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Report recommends legal action against Transnet executives over locomotives deal


An investigation into allegations of tender irregularities into the procurement of locomotives by Transnet has revealed that senior executives of the logistics group “went out of their way” to assist China South Rail to secure the lucrative tender and recommended that criminal investigations be instituted against them.

A report by Fundudzi Forensic Services, which was commissioned by the Treasury, reveals a litany of improper misconduct in the tender process and that the company was “irregularly appointed” and that former Transnet CEO Brian Molefe was allegedly in contact with the company during the bidding process. The report was released on Friday.

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In 2011, Transnet embarked on a process of buying electric and diesel locomotives to revamp its ageing freight rail fleet. The procurement of 1 064 locomotives increased from R38.6bn to R54.5bn. The report said Molefe and Anoj Singh, who was chief financial officer "may have received gratification for the role they played in the increase". It recommended that criminal investigations be instituted against Molefe, Siyabonga Gama, Singh and others for "possible receipt of gratification" and that appropriate disciplinary steps be taken against the officials who are still employed by Transnet.

It further recommended that "the cabinet consider restricting the officials who resigned before being disciplined from employment by an organ of state for a period of five years".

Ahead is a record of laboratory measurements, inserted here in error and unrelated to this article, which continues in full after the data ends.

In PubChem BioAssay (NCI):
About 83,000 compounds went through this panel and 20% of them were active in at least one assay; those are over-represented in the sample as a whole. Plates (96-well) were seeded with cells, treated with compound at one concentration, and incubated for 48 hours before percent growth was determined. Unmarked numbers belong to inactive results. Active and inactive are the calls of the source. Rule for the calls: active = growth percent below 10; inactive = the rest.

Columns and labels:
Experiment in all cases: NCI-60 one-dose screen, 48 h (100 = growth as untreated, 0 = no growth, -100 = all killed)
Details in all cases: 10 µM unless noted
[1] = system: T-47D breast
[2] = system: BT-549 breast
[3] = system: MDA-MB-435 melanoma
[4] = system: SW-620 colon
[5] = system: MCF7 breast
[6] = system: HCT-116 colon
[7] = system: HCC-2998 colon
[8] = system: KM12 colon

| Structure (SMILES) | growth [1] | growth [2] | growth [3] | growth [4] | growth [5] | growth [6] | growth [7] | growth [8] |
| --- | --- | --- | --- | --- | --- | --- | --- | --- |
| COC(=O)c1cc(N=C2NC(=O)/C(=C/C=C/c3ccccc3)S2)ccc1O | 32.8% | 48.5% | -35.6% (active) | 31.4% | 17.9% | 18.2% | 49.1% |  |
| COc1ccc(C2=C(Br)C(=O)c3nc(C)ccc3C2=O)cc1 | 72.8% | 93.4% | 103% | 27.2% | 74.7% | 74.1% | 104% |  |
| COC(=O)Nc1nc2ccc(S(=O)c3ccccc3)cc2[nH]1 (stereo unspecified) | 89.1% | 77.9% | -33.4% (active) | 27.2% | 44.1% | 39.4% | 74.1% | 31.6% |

“Transnet would have saved R1.2bn if it procured 100 locomotives from Mitsui at R3.188bn than procuring from CSR at R4.4bn," the report said.

The Transnet Board also failed to notify the shareholder of the acquisition, as required by the law for tenders above R2bn, before concluding the CSR contract, it said.

CSR is said to have compromised the integrity of the procurement processes by communicating with Molefe during the bidding process and that Molefe’s communication with the company was forwarded to "individuals who have links with the Guptas and companies associated with the Gupta family", it said.

"CSR was irregularly appointed in that it should have been disqualified for receiving bid documents unlawfully, communicating with Molefe, failing B-BBEE requirements and not submitting all returnable documents,” said the report.

READ: Transnet wants former executives, Gupta-linked company to pay back the money

The forensic probe also looked into allegations of irregularities in the appointment and management of work done by McKinsey, Regiments and Trillian for Eskom and Transnet.

Transnet paid a total of R3.26bn to the companies.

“Transnet should consider recovering the out of pocket expenses paid to McKinsey (R12 476 640.75) and Regiments (R7 689 975.59).”

Transnet a week ago started court proceedings to recoup R189m from four of its former executives, including Gama and Regiments for inflated payments in the acquisition process of locomotives by the state-owned firm.



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